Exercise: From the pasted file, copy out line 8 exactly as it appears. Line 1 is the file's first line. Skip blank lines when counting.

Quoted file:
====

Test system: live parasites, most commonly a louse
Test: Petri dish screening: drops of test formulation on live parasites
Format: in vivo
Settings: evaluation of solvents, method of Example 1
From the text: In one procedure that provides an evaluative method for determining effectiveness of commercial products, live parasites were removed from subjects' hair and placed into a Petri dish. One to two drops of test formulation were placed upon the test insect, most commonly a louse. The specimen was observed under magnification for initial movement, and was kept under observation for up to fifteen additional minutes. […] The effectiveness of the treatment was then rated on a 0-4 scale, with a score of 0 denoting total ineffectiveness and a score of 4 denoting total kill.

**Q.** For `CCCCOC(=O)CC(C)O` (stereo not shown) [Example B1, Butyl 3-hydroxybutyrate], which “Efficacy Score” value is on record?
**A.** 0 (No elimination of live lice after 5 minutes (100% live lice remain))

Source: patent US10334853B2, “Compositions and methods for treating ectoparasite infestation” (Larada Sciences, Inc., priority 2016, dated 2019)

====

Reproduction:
Source: patent US10334853B2, “Compositions and methods for treating ectoparasite infestation” (Larada Sciences, Inc., priority 2016, dated 2019)